Face and mole and eyebrow and lip like cornelian,

it was as though God shone forth through a subtle veil.

Iblis deemed that coquetry and light-springing gait to be like the

Revelation of Divine glory through a thin veil.[v]

[Mathnawi V, 960-61]

So Iblis sees the light of God shining through woman and can see how men will succumb to lust. But this does not lead Rumi into pious moralising on the sins of the flesh, and his solution for containing beauty is not to demand that women be covered up and closeted away. Rumi invites men to see women for who they really are rather than as sex objects:

Woman is a ray of God.

She is not just created,

she is creative.[v]

[Mathnawi I, 2437]

Men must learn to see more deeply and follow that “ray of God” home:

All that beauty, power, virtue, and excellence

have arrived here from the Sun of Excellence.

They, the light of that Sun, turn back again,

like the stars, from these bodily walls….[vii]

[Mathnawi V, 985-86]

“Make it your habit to behold the light without the glass,” Rumi advises a few verses later. Physical beauty is like a coloured glass through which the colourless Divine Light temporarily shines. That, men should develop the habit of seeing the Source of beauty: this is the container for beauty that Rumi recommends.

This is reminiscent of the “Parable of Light” in the Quran, which, interestingly, appears directly after verses concerned with the practicalities of sexual conduct. Nothing happens in the parable; it simply invites us to see more deeply through a series of protective containers:

God is the light of the heavens and the earth.

The parable of His light is,

as it were, that of a niche containing a lamp;

the lamp is enclosed in glass, the glass like a radiant star;

lit from a blessed tree – an olive tree

that is neither of the east nor of the west –

the oil of which would almost give light

even though the fire had not touched it: light upon light![viii]

[Surah An-Nur 24:35]

As for joy, the Mevlevis certainly understand the importance of containing it. Golpinarli, a twentieth century Mevlevi historian, highlights this when he describes Mevlevi elders cautioning devotees never to reveal their rapture (cezbe) – something they refer to as “spilling one’s blood outside”…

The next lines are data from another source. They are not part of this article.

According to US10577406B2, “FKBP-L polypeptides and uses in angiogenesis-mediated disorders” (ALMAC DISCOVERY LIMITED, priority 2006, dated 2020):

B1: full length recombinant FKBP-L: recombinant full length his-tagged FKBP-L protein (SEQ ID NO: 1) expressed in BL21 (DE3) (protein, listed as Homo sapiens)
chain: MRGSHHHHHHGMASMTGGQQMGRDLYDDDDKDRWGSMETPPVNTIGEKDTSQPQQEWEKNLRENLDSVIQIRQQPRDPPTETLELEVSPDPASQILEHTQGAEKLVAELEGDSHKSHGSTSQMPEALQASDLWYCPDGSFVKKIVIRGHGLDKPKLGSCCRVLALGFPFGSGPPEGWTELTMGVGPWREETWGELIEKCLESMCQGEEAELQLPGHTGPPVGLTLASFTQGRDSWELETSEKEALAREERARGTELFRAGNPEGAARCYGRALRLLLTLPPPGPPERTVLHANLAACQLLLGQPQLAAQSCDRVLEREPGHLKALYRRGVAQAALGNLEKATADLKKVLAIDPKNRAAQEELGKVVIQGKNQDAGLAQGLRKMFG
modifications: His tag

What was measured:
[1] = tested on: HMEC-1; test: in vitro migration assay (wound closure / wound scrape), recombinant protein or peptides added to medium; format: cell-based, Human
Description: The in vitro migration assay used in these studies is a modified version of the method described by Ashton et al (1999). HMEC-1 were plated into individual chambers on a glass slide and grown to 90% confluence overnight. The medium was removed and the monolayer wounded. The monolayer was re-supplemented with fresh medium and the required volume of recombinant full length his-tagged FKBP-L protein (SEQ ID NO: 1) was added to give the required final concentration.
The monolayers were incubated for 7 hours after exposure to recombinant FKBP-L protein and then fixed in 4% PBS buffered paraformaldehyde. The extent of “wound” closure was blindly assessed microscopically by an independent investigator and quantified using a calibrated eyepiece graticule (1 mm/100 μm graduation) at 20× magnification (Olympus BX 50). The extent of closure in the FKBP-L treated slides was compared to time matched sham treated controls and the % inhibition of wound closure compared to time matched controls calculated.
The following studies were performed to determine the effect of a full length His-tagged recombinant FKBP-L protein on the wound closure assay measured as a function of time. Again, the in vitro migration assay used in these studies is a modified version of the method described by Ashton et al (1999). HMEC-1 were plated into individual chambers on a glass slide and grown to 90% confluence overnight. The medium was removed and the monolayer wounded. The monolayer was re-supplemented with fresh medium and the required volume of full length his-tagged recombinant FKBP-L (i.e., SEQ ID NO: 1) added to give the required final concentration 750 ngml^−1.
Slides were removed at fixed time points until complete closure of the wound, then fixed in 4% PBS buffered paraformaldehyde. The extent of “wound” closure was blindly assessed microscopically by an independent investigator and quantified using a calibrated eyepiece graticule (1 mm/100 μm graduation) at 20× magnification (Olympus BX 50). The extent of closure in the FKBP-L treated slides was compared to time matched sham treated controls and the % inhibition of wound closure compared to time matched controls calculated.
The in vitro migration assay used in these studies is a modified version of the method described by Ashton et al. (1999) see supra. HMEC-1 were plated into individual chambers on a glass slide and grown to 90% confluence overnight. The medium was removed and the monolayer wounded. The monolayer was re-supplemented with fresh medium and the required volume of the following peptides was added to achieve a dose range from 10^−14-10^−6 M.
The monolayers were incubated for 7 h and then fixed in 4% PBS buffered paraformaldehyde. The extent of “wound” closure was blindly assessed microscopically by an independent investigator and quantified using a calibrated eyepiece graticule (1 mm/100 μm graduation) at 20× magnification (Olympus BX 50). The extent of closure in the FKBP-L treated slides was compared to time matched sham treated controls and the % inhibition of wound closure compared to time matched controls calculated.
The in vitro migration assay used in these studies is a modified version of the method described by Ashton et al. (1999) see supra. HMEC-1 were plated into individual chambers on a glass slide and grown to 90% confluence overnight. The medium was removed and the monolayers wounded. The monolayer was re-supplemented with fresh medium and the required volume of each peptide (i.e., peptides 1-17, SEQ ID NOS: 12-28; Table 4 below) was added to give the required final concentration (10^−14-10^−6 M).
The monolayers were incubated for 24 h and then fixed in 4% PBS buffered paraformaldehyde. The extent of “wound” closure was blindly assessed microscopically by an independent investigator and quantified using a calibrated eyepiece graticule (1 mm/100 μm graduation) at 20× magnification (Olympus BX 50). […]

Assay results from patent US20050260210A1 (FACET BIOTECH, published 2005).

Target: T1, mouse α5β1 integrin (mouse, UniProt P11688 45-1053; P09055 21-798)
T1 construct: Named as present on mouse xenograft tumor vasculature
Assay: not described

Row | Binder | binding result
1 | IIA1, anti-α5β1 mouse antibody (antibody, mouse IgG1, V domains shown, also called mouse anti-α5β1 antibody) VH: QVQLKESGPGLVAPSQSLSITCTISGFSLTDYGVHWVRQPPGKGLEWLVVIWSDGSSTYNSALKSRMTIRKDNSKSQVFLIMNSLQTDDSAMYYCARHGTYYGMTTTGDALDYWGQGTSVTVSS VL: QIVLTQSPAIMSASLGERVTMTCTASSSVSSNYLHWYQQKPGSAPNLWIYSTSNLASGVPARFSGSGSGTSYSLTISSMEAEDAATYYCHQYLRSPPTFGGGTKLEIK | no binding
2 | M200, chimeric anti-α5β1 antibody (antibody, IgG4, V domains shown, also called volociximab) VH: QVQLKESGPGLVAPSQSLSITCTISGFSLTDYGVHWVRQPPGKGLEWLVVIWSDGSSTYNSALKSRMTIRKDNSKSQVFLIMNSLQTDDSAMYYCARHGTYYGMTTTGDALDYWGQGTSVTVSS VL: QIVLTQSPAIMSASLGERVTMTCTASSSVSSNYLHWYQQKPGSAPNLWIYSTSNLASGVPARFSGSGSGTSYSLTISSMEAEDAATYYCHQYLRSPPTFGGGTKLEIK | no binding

In Mevlevihood, it is strictly forbidden to reveal one’s rapture during a whirling ceremony, or when listening to a song in praise of the Prophet, or a musical improvisation, or during a recitation of the Quran, because such displays are also deployed the hypocrite. It is forbidden to shake, to harmonize with the melody, to sigh aloud, or even to let others know that one is weeping.[ix]

The whirling dervish has developed a certain reputation for rapture, so there is temptation for the dervish to play up to these qualities. Perhaps the sobriety described above has been developed to safeguard against this.

It could be argued that the human being is essentially driven by a love for beauty and the joy that it brings. Even the desire for power can be reframed as a love of beauty: it is the desire to control the manifestations of beauty. It is so easy for us to idolise these manifestations.  When we speak of God as beautiful, the mind may wish to form a picture; the alluring pull to reduce God to some sensual fragment is extremely strong. Joy is equally alluring: who doesn’t strive for happiness? How often are we driven to look in the wrong places for beauty and joy, to commodify, idolise, or feign them? Today’s consumer society is carefully designed to manipulate these failings of ours, offering various forms of pornography (subtle and not so subtle) to entice us. In the age of the image there are no containers at all, and our apparent freedom actually enslaves us.

We need containers of some kind, but we also need to be shrewd and compassionate as to what form they take. In the realm of sexual conduct, for instance, more often than not the containers need to be placed around men rather than women. Marriage is one traditional container, but perhaps a genuine relationship with the Divine Names and an ability to see more deeply are other, more subtle containers, which have all too often been neglected in the Muslim world in favour of a lazy, heavy-handed curtailing of women’s freedoms, which only exacerbates male misconduct and arrogance.

Perhaps true beauty needs to shed a little of its shyness in the Islamic world right now. It is needed as an antidote to the false beauty and joy of modern consumer society on the one hand, and the sterility of puritanical corruptions of Islam on the other.

I am reminded of two complementary scenes from Mevlavi life: One evening in a house somewhere in Konya, Rumi is sitting among a circle of women, sharing his wisdom in between choruses of sacred song by female musicians. Circling the house outside, the women’s men folk are keeping guard in case religious authorities may wish to intervene. A circle of power containing a circle of beauty, containing a point of purest joy.[x] But today at our Mevlavi gatherings, there are generally more women than men, and so when we practice standing Zikr, we have a circle of women containing a circle of men, containing our Shaikh and Shaikha. The possibilities for our time are different, and women can offer protection too.